A few years ago, the British chocolatier Cadbury conducted a survey that suggested more than half of women in the UK preferred chocolate over sex. Roughly 2/3rds viewed chocolate as a ‘mood enhancer’ and some well-informed millennials even knew about ‘mood enhancing endorphins’. While one might scoff at such studies and want to read the fine print closely, it almost seems believable for a foodstuff once referred to as the ‘food of the gods.’ Chocolate is the most profitable, well-known and consumed confectionary in the world. Depending on the percentage of cocoa content, it can be classified as white, milk, and dark chocolate. Other ingredients such as sea salt, fruits, caramel and assorted nuts can also be added to enhance the flavor and aftertaste.
Mood uplifting drug or sheer marketing ploy? Dark chocolate popular either way
A rising willingness among millennials to opt for premium, organic dark chocolates, impulse spending habits for cheaper options, and increased social media promotion about purported health benefits is responsible for the growth of the global chocolate market. Health experts opine that dark chocolate when consumed in moderation boosts serotonin levels, calming the brain and functioning as an antidepressant. Chocolate also releases mood-enhancing endorphins in the body.
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3x the calcium in cocoa makes artificial chocolate appeal to older women
As of 2020, traditional chocolate holds the bulk of the worldwide chocolate market and is unlikely to cede this position to alternatives anytime soon. This is on account of widespread penetration, enduring popularity, and easy availability of cocoa as opposed to carob – the primary ingredient for artificial chocolate. However, artificial chocolate is anticipated to demonstrate considerably higher growth rates, making it unwise to overlook entirely. Carob confectionaries are caffeine-free, making them particularly suitable for caffeine intolerant customers. Furthermore, carob contains thrice the calcium content found in cocoa – explaining its popularity among older women and those suffering from calcium deficiency disorders.
Supermarkets dominate global chocolate market sales
Supermarkets and hypermarkets move the most chocolates in the global chocolate markets as both are spread across countries in easily accessible locations. In addition, chocolate manufacturers are looking at opening exclusive outlets in high-end department stores to diversify sales away from hypermarkets. Nonetheless, supermarkets will largely push the chocolate market forward for the foreseeable future.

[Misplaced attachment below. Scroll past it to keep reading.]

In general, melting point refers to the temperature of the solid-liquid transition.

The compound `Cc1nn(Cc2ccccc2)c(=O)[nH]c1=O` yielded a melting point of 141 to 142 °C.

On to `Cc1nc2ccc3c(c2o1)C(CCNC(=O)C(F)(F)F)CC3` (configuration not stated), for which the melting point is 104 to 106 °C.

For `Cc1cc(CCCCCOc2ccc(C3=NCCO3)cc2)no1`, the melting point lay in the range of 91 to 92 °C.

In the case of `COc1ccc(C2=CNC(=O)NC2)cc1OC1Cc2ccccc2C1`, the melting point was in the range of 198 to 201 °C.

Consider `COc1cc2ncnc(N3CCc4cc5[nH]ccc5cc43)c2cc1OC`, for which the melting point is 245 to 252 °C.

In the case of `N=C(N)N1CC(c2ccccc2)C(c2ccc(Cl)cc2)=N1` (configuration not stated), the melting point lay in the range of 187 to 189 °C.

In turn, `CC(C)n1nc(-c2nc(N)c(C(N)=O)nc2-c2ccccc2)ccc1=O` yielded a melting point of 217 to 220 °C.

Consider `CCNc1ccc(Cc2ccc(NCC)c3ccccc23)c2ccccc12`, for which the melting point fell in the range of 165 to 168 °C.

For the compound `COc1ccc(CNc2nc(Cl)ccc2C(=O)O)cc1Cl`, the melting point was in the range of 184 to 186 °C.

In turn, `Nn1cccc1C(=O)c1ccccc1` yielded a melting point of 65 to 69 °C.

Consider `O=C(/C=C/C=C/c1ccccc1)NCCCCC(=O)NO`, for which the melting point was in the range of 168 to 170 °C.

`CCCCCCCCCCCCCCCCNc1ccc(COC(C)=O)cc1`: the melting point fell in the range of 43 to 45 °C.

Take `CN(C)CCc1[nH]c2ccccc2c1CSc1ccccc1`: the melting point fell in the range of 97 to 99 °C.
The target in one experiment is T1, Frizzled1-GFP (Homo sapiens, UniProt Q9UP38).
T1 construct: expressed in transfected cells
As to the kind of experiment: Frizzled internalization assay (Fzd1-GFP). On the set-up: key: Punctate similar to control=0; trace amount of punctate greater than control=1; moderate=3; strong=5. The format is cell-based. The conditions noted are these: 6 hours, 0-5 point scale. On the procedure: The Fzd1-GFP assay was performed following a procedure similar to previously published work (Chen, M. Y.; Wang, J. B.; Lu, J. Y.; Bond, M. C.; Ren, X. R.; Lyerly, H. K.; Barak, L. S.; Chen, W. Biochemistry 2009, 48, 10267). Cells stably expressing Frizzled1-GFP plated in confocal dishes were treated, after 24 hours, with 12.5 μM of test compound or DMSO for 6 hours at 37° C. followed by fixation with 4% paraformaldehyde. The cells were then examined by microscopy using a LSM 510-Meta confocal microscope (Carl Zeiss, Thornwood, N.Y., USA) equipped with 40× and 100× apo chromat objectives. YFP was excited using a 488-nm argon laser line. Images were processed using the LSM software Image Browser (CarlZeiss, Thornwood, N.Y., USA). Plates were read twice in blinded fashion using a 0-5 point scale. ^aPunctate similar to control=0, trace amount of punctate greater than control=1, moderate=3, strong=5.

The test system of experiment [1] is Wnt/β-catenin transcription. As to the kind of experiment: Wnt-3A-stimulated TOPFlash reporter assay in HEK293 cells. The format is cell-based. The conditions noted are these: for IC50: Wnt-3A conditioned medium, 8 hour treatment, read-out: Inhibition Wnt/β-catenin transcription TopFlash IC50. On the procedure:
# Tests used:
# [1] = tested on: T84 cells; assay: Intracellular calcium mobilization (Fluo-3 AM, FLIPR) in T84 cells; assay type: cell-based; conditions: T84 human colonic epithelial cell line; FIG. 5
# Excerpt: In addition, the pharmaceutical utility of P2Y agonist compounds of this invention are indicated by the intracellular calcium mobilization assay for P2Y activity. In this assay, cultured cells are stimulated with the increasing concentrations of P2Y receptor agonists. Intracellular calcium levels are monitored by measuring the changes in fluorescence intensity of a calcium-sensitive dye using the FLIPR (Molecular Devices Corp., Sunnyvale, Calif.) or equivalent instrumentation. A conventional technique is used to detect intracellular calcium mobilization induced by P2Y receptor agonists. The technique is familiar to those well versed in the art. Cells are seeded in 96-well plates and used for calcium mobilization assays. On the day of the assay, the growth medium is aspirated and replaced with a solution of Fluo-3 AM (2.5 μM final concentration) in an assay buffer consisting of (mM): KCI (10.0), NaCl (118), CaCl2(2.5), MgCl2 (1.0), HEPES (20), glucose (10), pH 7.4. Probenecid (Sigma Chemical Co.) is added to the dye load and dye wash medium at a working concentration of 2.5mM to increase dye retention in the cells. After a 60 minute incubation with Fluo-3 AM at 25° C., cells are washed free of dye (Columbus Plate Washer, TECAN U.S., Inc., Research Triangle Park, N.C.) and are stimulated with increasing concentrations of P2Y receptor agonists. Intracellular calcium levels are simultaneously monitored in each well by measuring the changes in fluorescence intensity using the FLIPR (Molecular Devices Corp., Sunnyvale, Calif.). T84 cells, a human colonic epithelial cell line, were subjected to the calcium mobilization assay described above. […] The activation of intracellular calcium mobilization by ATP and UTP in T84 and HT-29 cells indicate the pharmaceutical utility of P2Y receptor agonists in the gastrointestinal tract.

Global Chocolate Market Players are: Lindt, Maxinm, Ferrero, Toffkfee, Guylian, Godiva, Hershey's, Ducd'o, MARS, Nestle, Snickers, Droste, M&M's, Belgian, Cargill, Ghirardelli, Dove, Meiji, Galaxy, Cadbury, Guittard, Vosges, TAZA, Leconte, HSU FU CHI, Madajie, Shijiali
Chocolates ring the global Christmas bells and herald the festive spirit
The WHO states that Chile with roughly 17% of its population suffering from some sort of depression is the most affected country globally. Chocolate makers would do well to target the Chile chocolate market within South America. Along with South America, the APAC region is projected to be the most exciting in the global chocolate market. China and India’s population alone means they carry massive weight for discretionary purchases such as chocolates and Western multinationals have taken notice. Lindt, Ferrero, Guylian, Godiva, Hershey, and Mars all offer their products across the continent and have immense brand recall. Demand for chocolate is at its peak during the festive seasons and the National Confectioners Association estimates that 150 million Santa shape chocolates are produced in North America alone during the Christmas season.
Chocolates bring smiles to customers' faces – will COVID -19 replace it with a frown?
The spread of COVID-19 across the world has led to lockdowns of varying intensity, depending on how hard the country in question has been hit. At present, mainstream chocolate consumption appears largely stable, with craft chocolate recording uncertainty. A greater concern is the impact of lockdowns in cocoa producing nations as this impacts the entire supply chain. Consumption patterns have already begun changing as the world heads towards a potential recession in 2020. Ghana and Ivory Coast alone account for roughly 3/5th of global cocoa production and any disruptions here could devastate the global chocolate market. An FCCI survey stated that small chocolate manufacturers have not yet witnessed major supply shortages and supermarkets are still stocking both premium and mainstream chocolate offerings. Unless the crisis abates in West Africa soon, COVID -19 could leave a bitter aftertaste in customer’s mouths for far longer than desired.
- What is the market size and growth rate of the global and regional markets by various segments?
- What is the market size and growth rate of the market for selective countries?
- Which region or sub-segment is expected to drive the market during the forecast period?
- What factors are anticipated to impact demand and supply trends in the market during the forecast period?
- What factors are likely to drive market revenue growth during the forecast period?
- What are the key technology and other trends shaping the market?
- What are the key opportunities in the market?
- What are some of the strategies implemented by key companies operating in the market?
- What is the COVID-19 impact on the market?